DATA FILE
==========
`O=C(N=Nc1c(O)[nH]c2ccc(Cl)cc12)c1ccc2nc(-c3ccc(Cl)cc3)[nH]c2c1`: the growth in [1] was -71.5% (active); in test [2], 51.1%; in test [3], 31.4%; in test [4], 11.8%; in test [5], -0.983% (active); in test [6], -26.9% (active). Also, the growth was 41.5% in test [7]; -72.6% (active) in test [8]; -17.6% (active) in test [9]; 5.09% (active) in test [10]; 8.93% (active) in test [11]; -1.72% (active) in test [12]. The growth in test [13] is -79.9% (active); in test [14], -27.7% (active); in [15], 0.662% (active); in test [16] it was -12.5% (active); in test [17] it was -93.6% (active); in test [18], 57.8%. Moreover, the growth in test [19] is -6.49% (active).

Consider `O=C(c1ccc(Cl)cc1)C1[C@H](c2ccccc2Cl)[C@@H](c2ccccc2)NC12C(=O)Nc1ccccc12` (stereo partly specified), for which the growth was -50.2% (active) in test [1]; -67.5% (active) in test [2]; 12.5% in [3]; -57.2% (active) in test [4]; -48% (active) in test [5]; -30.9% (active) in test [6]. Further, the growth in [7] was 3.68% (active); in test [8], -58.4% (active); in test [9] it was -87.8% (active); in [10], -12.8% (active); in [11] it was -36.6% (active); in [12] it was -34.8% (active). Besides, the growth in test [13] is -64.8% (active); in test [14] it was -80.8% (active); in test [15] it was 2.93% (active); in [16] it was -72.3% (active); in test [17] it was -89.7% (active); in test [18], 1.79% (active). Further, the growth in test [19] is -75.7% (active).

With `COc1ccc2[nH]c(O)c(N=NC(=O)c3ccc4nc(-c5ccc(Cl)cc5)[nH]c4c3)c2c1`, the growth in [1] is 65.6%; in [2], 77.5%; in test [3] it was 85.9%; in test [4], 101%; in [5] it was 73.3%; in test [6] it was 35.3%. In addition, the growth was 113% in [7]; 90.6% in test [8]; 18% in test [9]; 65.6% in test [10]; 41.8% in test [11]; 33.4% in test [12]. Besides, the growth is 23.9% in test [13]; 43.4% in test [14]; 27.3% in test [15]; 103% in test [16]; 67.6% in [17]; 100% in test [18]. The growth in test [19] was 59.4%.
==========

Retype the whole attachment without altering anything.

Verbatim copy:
`O=C(N=Nc1c(O)[nH]c2ccc(Cl)cc12)c1ccc2nc(-c3ccc(Cl)cc3)[nH]c2c1`: the growth in [1] was -71.5% (active); in test [2], 51.1%; in test [3], 31.4%; in test [4], 11.8%; in test [5], -0.983% (active); in test [6], -26.9% (active). Also, the growth was 41.5% in test [7]; -72.6% (active) in test [8]; -17.6% (active) in test [9]; 5.09% (active) in test [10]; 8.93% (active) in test [11]; -1.72% (active) in test [12]. The growth in test [13] is -79.9% (active); in test [14], -27.7% (active); in [15], 0.662% (active); in test [16] it was -12.5% (active); in test [17] it was -93.6% (active); in test [18], 57.8%. Moreover, the growth in test [19] is -6.49% (active).

Consider `O=C(c1ccc(Cl)cc1)C1[C@H](c2ccccc2Cl)[C@@H](c2ccccc2)NC12C(=O)Nc1ccccc12` (stereo partly specified), for which the growth was -50.2% (active) in test [1]; -67.5% (active) in test [2]; 12.5% in [3]; -57.2% (active) in test [4]; -48% (active) in test [5]; -30.9% (active) in test [6]. Further, the growth in [7] was 3.68% (active); in test [8], -58.4% (active); in test [9] it was -87.8% (active); in [10], -12.8% (active); in [11] it was -36.6% (active); in [12] it was -34.8% (active). Besides, the growth in test [13] is -64.8% (active); in test [14] it was -80.8% (active); in test [15] it was 2.93% (active); in [16] it was -72.3% (active); in test [17] it was -89.7% (active); in test [18], 1.79% (active). Further, the growth in test [19] is -75.7% (active).

With `COc1ccc2[nH]c(O)c(N=NC(=O)c3ccc4nc(-c5ccc(Cl)cc5)[nH]c4c3)c2c1`, the growth in [1] is 65.6%; in [2], 77.5%; in test [3] it was 85.9%; in test [4], 101%; in [5] it was 73.3%; in test [6] it was 35.3%. In addition, the growth was 113% in [7]; 90.6% in test [8]; 18% in test [9]; 65.6% in test [10]; 41.8% in test [11]; 33.4% in test [12]. Besides, the growth is 23.9% in test [13]; 43.4% in test [14]; 27.3% in test [15]; 103% in test [16]; 67.6% in [17]; 100% in test [18]. The growth in test [19] was 59.4%.